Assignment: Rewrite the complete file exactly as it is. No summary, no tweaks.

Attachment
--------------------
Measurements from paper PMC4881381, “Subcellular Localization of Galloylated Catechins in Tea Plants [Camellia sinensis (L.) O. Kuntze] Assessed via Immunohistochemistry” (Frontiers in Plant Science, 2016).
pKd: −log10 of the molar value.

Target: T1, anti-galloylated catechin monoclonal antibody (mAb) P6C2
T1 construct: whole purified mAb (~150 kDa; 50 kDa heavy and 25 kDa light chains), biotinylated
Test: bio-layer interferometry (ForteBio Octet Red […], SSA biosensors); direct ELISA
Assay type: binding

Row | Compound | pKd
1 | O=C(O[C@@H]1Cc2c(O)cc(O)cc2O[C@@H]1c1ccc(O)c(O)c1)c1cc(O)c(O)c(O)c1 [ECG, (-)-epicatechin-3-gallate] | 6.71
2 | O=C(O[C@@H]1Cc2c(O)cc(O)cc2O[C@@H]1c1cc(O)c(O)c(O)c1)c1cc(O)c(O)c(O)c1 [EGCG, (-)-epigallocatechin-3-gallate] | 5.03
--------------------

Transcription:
Measurements from paper PMC4881381, “Subcellular Localization of Galloylated Catechins in Tea Plants [Camellia sinensis (L.) O. Kuntze] Assessed via Immunohistochemistry” (Frontiers in Plant Science, 2016).
pKd: −log10 of the molar value.

Target: T1, anti-galloylated catechin monoclonal antibody (mAb) P6C2
T1 construct: whole purified mAb (~150 kDa; 50 kDa heavy and 25 kDa light chains), biotinylated
Test: bio-layer interferometry (ForteBio Octet Red […], SSA biosensors); direct ELISA
Assay type: binding

Row | Compound | pKd
1 | O=C(O[C@@H]1Cc2c(O)cc(O)cc2O[C@@H]1c1ccc(O)c(O)c1)c1cc(O)c(O)c(O)c1 [ECG, (-)-epicatechin-3-gallate] | 6.71
2 | O=C(O[C@@H]1Cc2c(O)cc(O)cc2O[C@@H]1c1cc(O)c(O)c(O)c1)c1cc(O)c(O)c(O)c1 [EGCG, (-)-epigallocatechin-3-gallate] | 5.03